Home   #bsl   Project Pit Bull – The Breed (Part 2)

Project Pit Bull – The Breed (Part 2)

For the first installment of Project Pit Bull I figured it would be appropriate to get some historical context. To properly understand where these dogs come from, you first have to consider dogs are direct descendants and share 99% of their DNA with the Grey Wolf.

The Grey Wolf shares 99% of the DNA with all K9’s
Photo Credit: Flickr user Dallidee


A statue of a Molosser,
Credit: Flickr user Quinet

There are different theories on how Grey Wolves became domesticated. Many of these theories revolve around the idea that humans domesticated wolves to benefit from them in some way, or in other words, to put them to work.

Modern day DNA testing has provided us with a wealth of knowledge of the subgroups which make up the different breeds we have today. However, before the use of DNA, it was thought that there were four different “races” of dog: Spitz; Scenthounds; Sighthounds; and Mollosoides. This classical theory was based on skull structures.

Molosser dogs, which are now extinct, were created by the Molossian tribe in ancient Greece. However, many modern breeds are derived from the Molosser, which closely resembles today’s Mastiff. 

The Mollosoid tribe in ancient Greece used these dogs mostly for guarding livestock as well as a means of protection. This resulted in a dog with guarding instincts and a a deep bass voice. Interestingly, it is these traits which draw many of the maligned owners to the descendants of the breed we have today.

Alexander the Great, who may I add, actually managed to conquer Afghanistan, brought along hundreds of these types of dogs to guard the resources of his legendary war machine. Alexander loved his Molosser dog so much he even named a city after it in India. The dog, named Peritas, had a monument in its glory in the central square (the city has since been renamed).

In part, due to the Molosser’s use in wars, it was spread around Europe and Asia by Alexander, and others. When they were exposed to these regions, Mollosers then adapted to their new environments to create different coats, creating many of the shepherd and mountain dog breeds we have today. However, their large heads, deep voices and guarding instincts were traits which seemed to be innate by this time.

Bull Baiting (Bulldogs)

One such variation of the Molosser was a dog created to “bait bull” in Europe, eventually spreading through colonization to the new world. Baiting Bulls sounds just as barbarous as the activity was in reality. These bulldogs do not resemble what we think of today’s super flat faced, massive shoulders bulldog. Bull baiting dogs were quick, agile, and ferocious.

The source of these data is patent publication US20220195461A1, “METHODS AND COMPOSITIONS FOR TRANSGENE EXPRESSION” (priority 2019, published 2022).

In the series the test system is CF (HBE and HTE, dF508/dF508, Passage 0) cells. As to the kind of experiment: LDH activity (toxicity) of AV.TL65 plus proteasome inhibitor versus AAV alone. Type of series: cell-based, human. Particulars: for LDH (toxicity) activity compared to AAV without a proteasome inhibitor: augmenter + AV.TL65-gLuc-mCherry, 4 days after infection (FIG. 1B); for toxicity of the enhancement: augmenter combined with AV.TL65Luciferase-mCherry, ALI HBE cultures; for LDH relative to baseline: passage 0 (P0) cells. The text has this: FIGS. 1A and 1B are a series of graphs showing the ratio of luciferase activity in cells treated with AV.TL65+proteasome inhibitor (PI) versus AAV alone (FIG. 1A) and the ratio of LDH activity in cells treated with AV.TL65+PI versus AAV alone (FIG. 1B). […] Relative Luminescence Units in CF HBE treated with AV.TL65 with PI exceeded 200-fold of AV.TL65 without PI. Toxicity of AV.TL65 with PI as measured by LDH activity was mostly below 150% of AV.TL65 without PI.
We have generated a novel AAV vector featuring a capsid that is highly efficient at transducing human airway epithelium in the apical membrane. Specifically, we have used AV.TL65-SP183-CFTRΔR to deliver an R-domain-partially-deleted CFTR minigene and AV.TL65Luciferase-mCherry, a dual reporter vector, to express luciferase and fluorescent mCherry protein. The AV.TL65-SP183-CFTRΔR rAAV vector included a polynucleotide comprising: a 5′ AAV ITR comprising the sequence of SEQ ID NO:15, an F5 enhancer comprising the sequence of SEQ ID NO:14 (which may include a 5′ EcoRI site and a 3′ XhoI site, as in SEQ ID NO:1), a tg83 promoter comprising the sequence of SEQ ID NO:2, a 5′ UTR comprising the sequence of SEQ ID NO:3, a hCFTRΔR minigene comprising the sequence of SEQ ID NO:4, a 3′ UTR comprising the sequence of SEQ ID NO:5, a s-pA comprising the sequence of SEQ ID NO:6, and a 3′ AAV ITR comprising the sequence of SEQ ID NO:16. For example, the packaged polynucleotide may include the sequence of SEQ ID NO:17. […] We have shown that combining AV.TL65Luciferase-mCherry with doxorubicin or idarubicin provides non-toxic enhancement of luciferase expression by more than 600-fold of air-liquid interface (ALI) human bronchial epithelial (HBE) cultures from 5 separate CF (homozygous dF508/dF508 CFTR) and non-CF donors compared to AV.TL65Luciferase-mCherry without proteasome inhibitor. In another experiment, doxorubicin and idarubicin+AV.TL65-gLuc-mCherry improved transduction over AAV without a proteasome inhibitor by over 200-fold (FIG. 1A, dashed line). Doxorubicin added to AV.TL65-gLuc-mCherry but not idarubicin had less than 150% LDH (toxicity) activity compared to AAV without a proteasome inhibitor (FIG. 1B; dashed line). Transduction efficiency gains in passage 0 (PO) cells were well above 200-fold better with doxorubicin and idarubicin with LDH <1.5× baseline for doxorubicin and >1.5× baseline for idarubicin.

Often working in teams, they would not show aggression towards each other or their owners. While they were extremely loyal companions, only the dogs which displayed aggression towards other animals, specifically bulls, were continuously bred. In fact, any Bulldog which showed aggression towards its handler was culled to prevent the passing of such an undesirable trait to the next generation.

Photo source.

For those of you trying to draw some early conclusions, this can seem quite damning to the breed. However, I would also like to point out this was a very long time ago and these dogs do not resemble any of the dogs in our society today.

One significant date in the history of the Pit Bull is when the act of Bull baiting became illegal in England in 1835. It is thought that the dogs used for baiting, now called Bulldogs, were mixed with native terriers with the purpose of injecting the hearty scrappy nature of the terrier for dog fighting. Some people say this practice resulted in dogs weighing under 30 pounds.

This background of bull and even dog fighting, really appears bad for the breed. However, does a breed’s intended purpose have anything to do with what they will do in the future?

Humans, through breeding, have distorted the course of nature by breeding practices which require cesarean births and other physical requirements to meet breed standards. It is incredible the amount of damage that can occur in such a short time.

Modern Pit Bulls

In the late 19th century Pit Bulls came much more common in America. At one point, even to be on propaganda posters and war bonds. Their dog fighting background made them a symbol which hard-working immigrants in the new world could easily recognize with.
An American Pit Bull Terrier draped in the American Stars and Stripes
with subheadings reciting what could also be considered breed standards.
This one is perhaps my favourite: “We’re not looking for trouble But we’re ready for it”.

The background of bull baiting and dog fighting leads some people to say that Pit Bulls are innately more dangerous than other breeds. These people argue that Pit Bulls may not show as many overt warning signs prior to a fight, and are less likely to back down from a fight. However, it should be noted that other breeds were also used for bull baiting and dog fighting. Pit Bulls are far from the exception to the rule. That being said, proper socialization from an early age is compulsory.

As they stand today, Pit Bulls have an incredibly wide variation to their appearance. Some are taller and thinner, others are shorter and more stout. However, many of the traits from their (ancient) background persist, such as staunch loyalty, trustworthy and friendliness towards people.

What I find most interesting of this breed is its fall from being the a heroic figure used on propaganda posters, to being banned in certain societies. Do you think the violent background is too much for Pit Bulls to overcome? Or does the way you raise a dog determine its behaviour?

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